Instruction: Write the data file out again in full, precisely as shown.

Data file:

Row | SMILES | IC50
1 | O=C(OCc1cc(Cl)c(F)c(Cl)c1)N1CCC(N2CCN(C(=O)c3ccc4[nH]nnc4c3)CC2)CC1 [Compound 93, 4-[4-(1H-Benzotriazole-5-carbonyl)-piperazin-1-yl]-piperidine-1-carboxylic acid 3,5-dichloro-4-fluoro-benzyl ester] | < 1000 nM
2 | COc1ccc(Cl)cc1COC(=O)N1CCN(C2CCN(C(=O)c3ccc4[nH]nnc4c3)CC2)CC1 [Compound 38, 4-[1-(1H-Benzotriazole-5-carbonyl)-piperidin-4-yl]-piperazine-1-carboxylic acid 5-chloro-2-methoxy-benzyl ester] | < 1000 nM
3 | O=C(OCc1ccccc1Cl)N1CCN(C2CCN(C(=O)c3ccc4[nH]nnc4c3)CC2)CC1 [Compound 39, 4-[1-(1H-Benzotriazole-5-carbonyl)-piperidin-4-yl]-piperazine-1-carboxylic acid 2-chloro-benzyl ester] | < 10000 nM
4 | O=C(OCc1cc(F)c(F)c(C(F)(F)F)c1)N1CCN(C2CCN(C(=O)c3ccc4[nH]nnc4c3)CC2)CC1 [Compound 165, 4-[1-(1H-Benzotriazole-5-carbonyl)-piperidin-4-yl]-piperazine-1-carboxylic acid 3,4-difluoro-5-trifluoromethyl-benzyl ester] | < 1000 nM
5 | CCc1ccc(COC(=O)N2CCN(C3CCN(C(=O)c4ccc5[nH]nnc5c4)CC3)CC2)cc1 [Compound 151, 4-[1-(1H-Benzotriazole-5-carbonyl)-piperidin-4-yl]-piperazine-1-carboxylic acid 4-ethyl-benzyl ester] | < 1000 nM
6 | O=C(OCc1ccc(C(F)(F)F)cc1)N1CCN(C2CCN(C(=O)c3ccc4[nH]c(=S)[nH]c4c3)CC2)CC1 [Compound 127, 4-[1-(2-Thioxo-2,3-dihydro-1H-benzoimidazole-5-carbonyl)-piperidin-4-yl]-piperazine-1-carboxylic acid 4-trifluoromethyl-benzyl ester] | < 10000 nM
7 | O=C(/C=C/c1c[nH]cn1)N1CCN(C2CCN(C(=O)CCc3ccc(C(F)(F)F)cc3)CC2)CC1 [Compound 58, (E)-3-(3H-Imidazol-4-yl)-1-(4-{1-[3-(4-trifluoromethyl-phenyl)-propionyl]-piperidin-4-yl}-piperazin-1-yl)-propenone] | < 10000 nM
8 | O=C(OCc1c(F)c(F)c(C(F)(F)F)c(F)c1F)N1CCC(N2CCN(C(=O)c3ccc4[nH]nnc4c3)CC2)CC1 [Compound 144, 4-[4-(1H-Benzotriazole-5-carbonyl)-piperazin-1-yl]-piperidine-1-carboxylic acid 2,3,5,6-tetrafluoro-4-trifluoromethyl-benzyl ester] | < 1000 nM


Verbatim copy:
Row | SMILES | IC50
1 | O=C(OCc1cc(Cl)c(F)c(Cl)c1)N1CCC(N2CCN(C(=O)c3ccc4[nH]nnc4c3)CC2)CC1 [Compound 93, 4-[4-(1H-Benzotriazole-5-carbonyl)-piperazin-1-yl]-piperidine-1-carboxylic acid 3,5-dichloro-4-fluoro-benzyl ester] | < 1000 nM
2 | COc1ccc(Cl)cc1COC(=O)N1CCN(C2CCN(C(=O)c3ccc4[nH]nnc4c3)CC2)CC1 [Compound 38, 4-[1-(1H-Benzotriazole-5-carbonyl)-piperidin-4-yl]-piperazine-1-carboxylic acid 5-chloro-2-methoxy-benzyl ester] | < 1000 nM
3 | O=C(OCc1ccccc1Cl)N1CCN(C2CCN(C(=O)c3ccc4[nH]nnc4c3)CC2)CC1 [Compound 39, 4-[1-(1H-Benzotriazole-5-carbonyl)-piperidin-4-yl]-piperazine-1-carboxylic acid 2-chloro-benzyl ester] | < 10000 nM
4 | O=C(OCc1cc(F)c(F)c(C(F)(F)F)c1)N1CCN(C2CCN(C(=O)c3ccc4[nH]nnc4c3)CC2)CC1 [Compound 165, 4-[1-(1H-Benzotriazole-5-carbonyl)-piperidin-4-yl]-piperazine-1-carboxylic acid 3,4-difluoro-5-trifluoromethyl-benzyl ester] | < 1000 nM
5 | CCc1ccc(COC(=O)N2CCN(C3CCN(C(=O)c4ccc5[nH]nnc5c4)CC3)CC2)cc1 [Compound 151, 4-[1-(1H-Benzotriazole-5-carbonyl)-piperidin-4-yl]-piperazine-1-carboxylic acid 4-ethyl-benzyl ester] | < 1000 nM
6 | O=C(OCc1ccc(C(F)(F)F)cc1)N1CCN(C2CCN(C(=O)c3ccc4[nH]c(=S)[nH]c4c3)CC2)CC1 [Compound 127, 4-[1-(2-Thioxo-2,3-dihydro-1H-benzoimidazole-5-carbonyl)-piperidin-4-yl]-piperazine-1-carboxylic acid 4-trifluoromethyl-benzyl ester] | < 10000 nM
7 | O=C(/C=C/c1c[nH]cn1)N1CCN(C2CCN(C(=O)CCc3ccc(C(F)(F)F)cc3)CC2)CC1 [Compound 58, (E)-3-(3H-Imidazol-4-yl)-1-(4-{1-[3-(4-trifluoromethyl-phenyl)-propionyl]-piperidin-4-yl}-piperazin-1-yl)-propenone] | < 10000 nM
8 | O=C(OCc1c(F)c(F)c(C(F)(F)F)c(F)c1F)N1CCC(N2CCN(C(=O)c3ccc4[nH]nnc4c3)CC2)CC1 [Compound 144, 4-[4-(1H-Benzotriazole-5-carbonyl)-piperazin-1-yl]-piperidine-1-carboxylic acid 2,3,5,6-tetrafluoro-4-trifluoromethyl-benzyl ester] | < 1000 nM